Oregon State Represenative Mitch Greenlick has introduced House Bill 2380 to the Health Care Committee. 2380 requires all direct-entry midwives in the state to become licensed providers. If passed, this bill would replace Oregon’s voluntary licensure program for direct-entry midwifery. Bill 2380 contains an emergency clause making it effective upon signature by the Governor meaning it is not subject to referendum.
Bill 2380 would limit the freedom pregnant women in Oregon currently enjoy in selecting a provider. The options include OB/GYNs, Certified-Nurse Midwives, Licensed-Direct Entry Midwives and Direct Entry Midwives. Depending on the choice of provider, women birth at home, in birth centers and in hospitals. Under 2380, Oregonians would lose the legal right to be attended by a direct-entry midwife. These midwives practice independently of constraints imposed by the Oregon Health Licensing Agency.
Need help sorting out Midwifery Credentials and Terms? Read this Guide.
Among direct-entry midwives in Oregon, some 60 are voluntarily licensed by OHLA. Licensed direct-entry midwives practice within the scope defined by administrative rules that the Board of Direct Entry Midwifery develops. New licensure rules were recently adopted. Licensure entitles LDMs to carry legend drugs and devices and to bill insurers for reimbursement. OHP, PEBB and some private insurers reimburse.
Direct-entry midwives forego licensure for many reasons. Foremost is preserving independence in practice. Because they are not constrained by licensure, they may serve women that LDMs cannot. Women select independent midwives for many reasons including the desire to give birth in an environment free of state regulation.
A consumer-led effort is surfacing in the form of Oregon Birth Rites. This website encourages Oregonians to contact Rep. Greenlick and their own representatives to discourage moving this bill any further.
Greenlick also introduces bill forbidding bike transport for kids under six
Representative Greenlick also introduced House Bill 2228. This bill seeks to prohibit the carrying of children six years or younger on the back of a bike or in a trailer. The bill is causing an outcry.
According to BikePortland.org blogger Jonathon Maus, Rep. Greenlick introduced the legislation before identifying a strong body of supporting evidence. Maus characterizes Greenlick’s approach as proposing legislation to stimulate public debate. In the comments field for Maus’ post, Representative Ben Cannon weighs in:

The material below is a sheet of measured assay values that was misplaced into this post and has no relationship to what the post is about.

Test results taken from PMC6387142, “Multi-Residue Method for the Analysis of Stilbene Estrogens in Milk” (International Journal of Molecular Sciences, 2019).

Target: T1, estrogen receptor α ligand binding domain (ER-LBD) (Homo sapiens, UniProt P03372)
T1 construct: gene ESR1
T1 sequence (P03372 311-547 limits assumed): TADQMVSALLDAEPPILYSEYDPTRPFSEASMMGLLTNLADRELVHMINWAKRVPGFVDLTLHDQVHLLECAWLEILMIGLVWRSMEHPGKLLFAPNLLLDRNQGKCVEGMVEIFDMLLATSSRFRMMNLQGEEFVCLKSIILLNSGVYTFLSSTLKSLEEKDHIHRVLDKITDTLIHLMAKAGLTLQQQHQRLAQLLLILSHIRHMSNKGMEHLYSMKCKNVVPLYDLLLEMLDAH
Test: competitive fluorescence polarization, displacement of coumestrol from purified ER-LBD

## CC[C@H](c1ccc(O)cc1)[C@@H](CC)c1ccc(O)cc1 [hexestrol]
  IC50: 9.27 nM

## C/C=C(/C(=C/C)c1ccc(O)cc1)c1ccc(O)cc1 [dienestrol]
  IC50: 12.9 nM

“I take Mitch at his word that he introduced the bill in order to “start a conversation” about bicycle safety. It might seem strange, but this is the way the process often works: a legislator gets an idea, drafts a bill, introduces it, gets feedback, and then decides whether to try to proceed, perhaps with amendments, or whether to let it die. Remember that a bill has to pass at least two committees, plus the House and the Senate, and be signed by the Governor, in order to become law. This proposal is a long way from that. “
If the premature introduction of a bill is the best way for Oregon’s legislators to generate information about an idea’s potential to increase the public good, MotherBaby Network proposes and supports addressing this gap in non-partisan legislative analysis in the coming session.
Better Legislative Leadership Needed
In the spirit of protecting the public, MotherBaby Network looks forward to the day when a state legislator will advance legislation with an emergency clause to recognize and address issues that affect the large majority of childbearing Oregonians. Issues ripe for leadership include the lack of transparency in hospital and provider rates for induction, far-too-high rates of cesarean section as well as the paucity of facility-level information regarding the practice of evidence-based infant feeding. (The Surgeon General recently issued a Call to Action to address barriers to breastfeeding.) There is an abundance of easily accessible and relevant research to support legislative leadership on these issues.
Much needs to be done to reduce non-medically indicated inductions, cesarean section and infant supplementation. These issues are just waiting for an elected leader with the courage and fortitude to work through the barriers separating women and families from excellent motherbaby outcomes before, during and after birth. Oregon’s elected leaders would serve the greater good by building on our current system of respect for individual freedom. We need legislation that increases transparency within the healthcare system that most women are actually using. This kind of governance would dramatically address an absence of necessary information and empower consumers of maternity care to make informed decisions.
Let’s take the plunge and go where the biggest, toughest problems reside — the hospital-based system. Let’s make that better. The overwhelming majority of Oregonians receive their care in hospitals. Encouraging more transparency within this model of care would have broad and deep positive impact on the lives of Oregonians.